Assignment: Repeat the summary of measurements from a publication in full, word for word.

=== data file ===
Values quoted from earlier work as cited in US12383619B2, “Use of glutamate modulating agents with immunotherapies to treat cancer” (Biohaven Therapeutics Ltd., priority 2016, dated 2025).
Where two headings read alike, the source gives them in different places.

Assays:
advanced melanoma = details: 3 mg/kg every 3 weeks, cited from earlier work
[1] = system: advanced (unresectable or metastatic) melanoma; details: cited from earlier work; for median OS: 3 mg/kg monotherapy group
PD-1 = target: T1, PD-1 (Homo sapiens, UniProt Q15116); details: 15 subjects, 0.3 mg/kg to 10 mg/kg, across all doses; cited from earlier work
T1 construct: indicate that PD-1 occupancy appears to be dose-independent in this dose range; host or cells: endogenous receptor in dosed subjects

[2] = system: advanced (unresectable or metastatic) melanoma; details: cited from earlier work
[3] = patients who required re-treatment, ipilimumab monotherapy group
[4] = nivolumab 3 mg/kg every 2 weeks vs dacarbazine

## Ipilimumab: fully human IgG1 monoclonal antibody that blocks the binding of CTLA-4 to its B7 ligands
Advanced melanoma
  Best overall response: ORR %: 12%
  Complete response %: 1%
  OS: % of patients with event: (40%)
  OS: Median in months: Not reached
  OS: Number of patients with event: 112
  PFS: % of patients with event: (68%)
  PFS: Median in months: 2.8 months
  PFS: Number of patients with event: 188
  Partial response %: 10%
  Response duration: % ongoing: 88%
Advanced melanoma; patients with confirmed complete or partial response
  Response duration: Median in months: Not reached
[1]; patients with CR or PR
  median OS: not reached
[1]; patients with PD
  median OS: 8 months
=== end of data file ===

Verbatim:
Values quoted from earlier work as cited in US12383619B2, “Use of glutamate modulating agents with immunotherapies to treat cancer” (Biohaven Therapeutics Ltd., priority 2016, dated 2025).
Where two headings read alike, the source gives them in different places.

Assays:
advanced melanoma = details: 3 mg/kg every 3 weeks, cited from earlier work
[1] = system: advanced (unresectable or metastatic) melanoma; details: cited from earlier work; for median OS: 3 mg/kg monotherapy group
PD-1 = target: T1, PD-1 (Homo sapiens, UniProt Q15116); details: 15 subjects, 0.3 mg/kg to 10 mg/kg, across all doses; cited from earlier work
T1 construct: indicate that PD-1 occupancy appears to be dose-independent in this dose range; host or cells: endogenous receptor in dosed subjects

[2] = system: advanced (unresectable or metastatic) melanoma; details: cited from earlier work
[3] = patients who required re-treatment, ipilimumab monotherapy group
[4] = nivolumab 3 mg/kg every 2 weeks vs dacarbazine

## Ipilimumab: fully human IgG1 monoclonal antibody that blocks the binding of CTLA-4 to its B7 ligands
Advanced melanoma
  Best overall response: ORR %: 12%
  Complete response %: 1%
  OS: % of patients with event: (40%)
  OS: Median in months: Not reached
  OS: Number of patients with event: 112
  PFS: % of patients with event: (68%)
  PFS: Median in months: 2.8 months
  PFS: Number of patients with event: 188
  Partial response %: 10%
  Response duration: % ongoing: 88%
Advanced melanoma; patients with confirmed complete or partial response
  Response duration: Median in months: Not reached
[1]; patients with CR or PR
  median OS: not reached
[1]; patients with PD
  median OS: 8 months